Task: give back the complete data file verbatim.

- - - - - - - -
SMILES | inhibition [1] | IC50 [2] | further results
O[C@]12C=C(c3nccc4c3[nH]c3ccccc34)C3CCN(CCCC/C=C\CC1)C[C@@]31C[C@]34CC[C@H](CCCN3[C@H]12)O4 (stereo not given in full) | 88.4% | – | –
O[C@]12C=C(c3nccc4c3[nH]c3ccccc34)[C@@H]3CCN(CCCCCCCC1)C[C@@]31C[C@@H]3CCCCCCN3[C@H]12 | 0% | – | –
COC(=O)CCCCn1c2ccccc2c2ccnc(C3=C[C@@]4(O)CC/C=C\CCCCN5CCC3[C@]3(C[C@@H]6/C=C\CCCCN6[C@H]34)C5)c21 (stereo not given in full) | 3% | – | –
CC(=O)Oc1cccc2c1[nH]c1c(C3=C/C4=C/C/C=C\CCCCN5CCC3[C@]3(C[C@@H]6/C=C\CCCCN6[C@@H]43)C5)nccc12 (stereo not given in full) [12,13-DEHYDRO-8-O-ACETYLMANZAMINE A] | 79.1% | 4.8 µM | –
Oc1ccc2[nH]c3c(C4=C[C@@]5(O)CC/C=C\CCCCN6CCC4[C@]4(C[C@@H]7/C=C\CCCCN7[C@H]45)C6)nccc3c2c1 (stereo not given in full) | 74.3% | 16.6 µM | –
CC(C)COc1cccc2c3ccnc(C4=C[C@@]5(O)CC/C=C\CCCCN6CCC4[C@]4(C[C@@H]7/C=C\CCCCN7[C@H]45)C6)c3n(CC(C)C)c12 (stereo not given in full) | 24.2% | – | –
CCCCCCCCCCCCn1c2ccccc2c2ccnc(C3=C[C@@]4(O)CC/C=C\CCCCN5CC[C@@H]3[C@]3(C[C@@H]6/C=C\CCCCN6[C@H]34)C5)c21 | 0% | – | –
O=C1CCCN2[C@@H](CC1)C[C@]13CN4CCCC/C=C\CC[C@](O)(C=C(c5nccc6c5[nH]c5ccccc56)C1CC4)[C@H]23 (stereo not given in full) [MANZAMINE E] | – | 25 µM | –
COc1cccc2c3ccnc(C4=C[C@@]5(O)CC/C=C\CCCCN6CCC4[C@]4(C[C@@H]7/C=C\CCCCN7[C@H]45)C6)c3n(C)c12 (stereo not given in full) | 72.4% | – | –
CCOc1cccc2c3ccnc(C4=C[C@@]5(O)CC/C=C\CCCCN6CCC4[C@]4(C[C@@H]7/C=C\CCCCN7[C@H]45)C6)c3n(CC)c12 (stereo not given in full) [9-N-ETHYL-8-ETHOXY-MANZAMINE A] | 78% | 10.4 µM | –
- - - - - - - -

SMILES | inhibition [1] | IC50 [2] | further results
O[C@]12C=C(c3nccc4c3[nH]c3ccccc34)C3CCN(CCCC/C=C\CC1)C[C@@]31C[C@]34CC[C@H](CCCN3[C@H]12)O4 (stereo not given in full) | 88.4% | – | –
O[C@]12C=C(c3nccc4c3[nH]c3ccccc34)[C@@H]3CCN(CCCCCCCC1)C[C@@]31C[C@@H]3CCCCCCN3[C@H]12 | 0% | – | –
COC(=O)CCCCn1c2ccccc2c2ccnc(C3=C[C@@]4(O)CC/C=C\CCCCN5CCC3[C@]3(C[C@@H]6/C=C\CCCCN6[C@H]34)C5)c21 (stereo not given in full) | 3% | – | –
CC(=O)Oc1cccc2c1[nH]c1c(C3=C/C4=C/C/C=C\CCCCN5CCC3[C@]3(C[C@@H]6/C=C\CCCCN6[C@@H]43)C5)nccc12 (stereo not given in full) [12,13-DEHYDRO-8-O-ACETYLMANZAMINE A] | 79.1% | 4.8 µM | –
Oc1ccc2[nH]c3c(C4=C[C@@]5(O)CC/C=C\CCCCN6CCC4[C@]4(C[C@@H]7/C=C\CCCCN7[C@H]45)C6)nccc3c2c1 (stereo not given in full) | 74.3% | 16.6 µM | –
CC(C)COc1cccc2c3ccnc(C4=C[C@@]5(O)CC/C=C\CCCCN6CCC4[C@]4(C[C@@H]7/C=C\CCCCN7[C@H]45)C6)c3n(CC(C)C)c12 (stereo not given in full) | 24.2% | – | –
CCCCCCCCCCCCn1c2ccccc2c2ccnc(C3=C[C@@]4(O)CC/C=C\CCCCN5CC[C@@H]3[C@]3(C[C@@H]6/C=C\CCCCN6[C@H]34)C5)c21 | 0% | – | –
O=C1CCCN2[C@@H](CC1)C[C@]13CN4CCCC/C=C\CC[C@](O)(C=C(c5nccc6c5[nH]c5ccccc56)C1CC4)[C@H]23 (stereo not given in full) [MANZAMINE E] | – | 25 µM | –
COc1cccc2c3ccnc(C4=C[C@@]5(O)CC/C=C\CCCCN6CCC4[C@]4(C[C@@H]7/C=C\CCCCN7[C@H]45)C6)c3n(C)c12 (stereo not given in full) | 72.4% | – | –
CCOc1cccc2c3ccnc(C4=C[C@@]5(O)CC/C=C\CCCCN6CCC4[C@]4(C[C@@H]7/C=C\CCCCN7[C@H]45)C6)c3n(CC)c12 (stereo not given in full) [9-N-ETHYL-8-ETHOXY-MANZAMINE A] | 78% | 10.4 µM | –